H McKee Stewart Jr

Musings on Business, Finance, and Economcs.

Archive for May 2011

Swatting the SWOT.

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I was scanning my Google alerts the other day, and up popped an item on UPS : “United Parcel Service, Inc. (NYSE: UPS) SWOT Analysis” on the site “freeswotanalysis.com”. For those who have experienced the luxury of not being trapped in business school, SWOT stands for “Strengths – Weaknesses – Opportunities – Threats”. It’s a handy way to organize qualitative information about a business. As in so many things in life, you tend to get out of it what you put into it.

And what “Adam” at Free SWOT Analysis put into this post isn’t much. Two items immediately jump out: a) the poor quality of the writing, and the utter banality of his comments.

I don’t want to dwell too much on the quality of the writing, since it reads like English is either Adam’s third language, or the post was originally written in some other language, and then run through something like Google Translator. Those are the best case scenarios, and if either are true, my apologies. If somebody gave me an assignment, and then said, “Oh, by the way, I need it in Hindi” I’d be as dead as vaudeville. Unfortunately, there’s a non-trivial probability that he’s a product of American public schools, and was further incarcerated into a business school.  Here are two examples, chosen from the weaknesses section:

“• Strong presence in Union limits the company expansion options.

• It charges high from its customers for the services.”

I don’t know about you, but I’ve had a high school English teacher who was prone to strangling students with a dangling participle for turning out those kind of sentences.

As far as the analysis goes, most of Adam’s points seem to be cribbed off of purely cursory glance at the first couple of pages of UPS’ annual report. The others are items that even Dr. Obvious would be ashamed to own.

Taking an example from the strengths section, it may or may not be a strength that UPS, like Gaul, be into three parts divided, or that they have 400,000 plus employees. Is it really a strength that ‘Supply Chain’ and ‘Freight’ are grouped together? It would seem that ‘Supply Chain’ would be tasked with integrating both the domestic, international, and freight operations, so this grouping (assuming that it’s real, and not a convenience for management reporting), may not be a strength.  Likewise, the 400k plus employees may be 100k too many….

To page Dr. Obvious, one UPS strength that is completely overlooked in this piece is the high barriers to entry, both in terms of technology (tracking, tracing, regulatory compliance, billing, etc.), as well as the high capital costs (trucks, facilities, planes, etc.) that serve to limit competitive entry.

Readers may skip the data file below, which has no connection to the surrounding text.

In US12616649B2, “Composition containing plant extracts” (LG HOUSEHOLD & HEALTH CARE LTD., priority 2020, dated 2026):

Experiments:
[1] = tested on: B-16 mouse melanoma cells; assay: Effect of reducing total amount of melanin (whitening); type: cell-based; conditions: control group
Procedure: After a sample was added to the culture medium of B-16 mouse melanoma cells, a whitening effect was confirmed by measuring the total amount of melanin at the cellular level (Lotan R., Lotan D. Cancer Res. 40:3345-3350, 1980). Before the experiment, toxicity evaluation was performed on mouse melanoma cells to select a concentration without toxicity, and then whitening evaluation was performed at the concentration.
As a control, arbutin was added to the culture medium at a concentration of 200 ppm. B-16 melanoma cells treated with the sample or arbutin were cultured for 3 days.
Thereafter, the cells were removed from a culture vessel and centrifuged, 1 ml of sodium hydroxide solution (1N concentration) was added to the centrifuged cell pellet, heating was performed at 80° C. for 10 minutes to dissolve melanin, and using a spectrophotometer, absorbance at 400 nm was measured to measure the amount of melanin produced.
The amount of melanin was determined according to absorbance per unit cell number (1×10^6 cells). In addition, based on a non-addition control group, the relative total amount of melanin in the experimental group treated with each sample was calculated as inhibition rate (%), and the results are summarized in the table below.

Just to take another whack at the piñata, Here’s the analysis of competitive position in the weakness section:

“• UPS has been facing strong competition from national and international players in the industry include DHL, USPS, Canada Post, FCML WORLDWIDE, LDH Express, Deutsche Post (and its subsidiary DHL), Royal Mail, Japan Post and India Post.”

Let’s see, DHL listed twice. Hmmm. USPS? Really? They’re headed to bailout city. FCML Worldwide? A northern India forwarder? Those guys might have a great business, be really innovative, and be making money like it’s coming off a printing press, but they’ve got a ways to go before being considered on the same stage as UPS. LDH Express is another Indian company; the ‘about’ page on their website shows that they are a single proprietorship founded in 2009, with less than 10 employees. Someday, maybe they’ll be slugging it out with Big Brown for world domination of the freight business, but they’ve got a ways to go before there’s a line in Vegas over that contest.

And who’s missing from this list? As Dr. Obvious would hint, there’s purple involved.

Moral of the story? Relying on “free” may turn out to be a really expensive decision.


Written by hmstewartjr

30 May 2011 at 8:02 PM

Posted in Uncategorized

Food and Diesel Prices

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There’s been a lot of talk lately about increases in food prices. As the USDA notes, Beef prices are up 10.4% year over year in April, Dairy 6.3%, and fresh vegetables 4.5%. Fresh fruit is reasonably stable,  only showing a 1.6% Y/Y increase. Given the weather impacts, diversion of corn from a food stock to a fuel stock, and increasing demand, prices are going to go up.

But there’s an additional factor at work, the price of diesel fuel. Increased energy costs impact more than how much it costs  you to fill your tank to get to work. Given that just about every item sold in your grocery is moved by truck at some point, this 53 week trend line on the price of diesel should be disconcerting:


Of course it’s worse if you’re in California or in New England:


Now, a lot of this trend in fuel prices can also be attributed to increased demand, uncertainty surrounding the political environment in the middle east, the BP disaster and subsequent ‘permitorium‘, the overall long term trend in fuel prices is impacted by environmental concerns – the government seems much more focused on ruling out exploration and drilling than encouraging it.

Update: Here’s the DOE source for the diesel prices.

Written by hmstewartjr

25 May 2011 at 2:13 PM

Posted in Uncategorized

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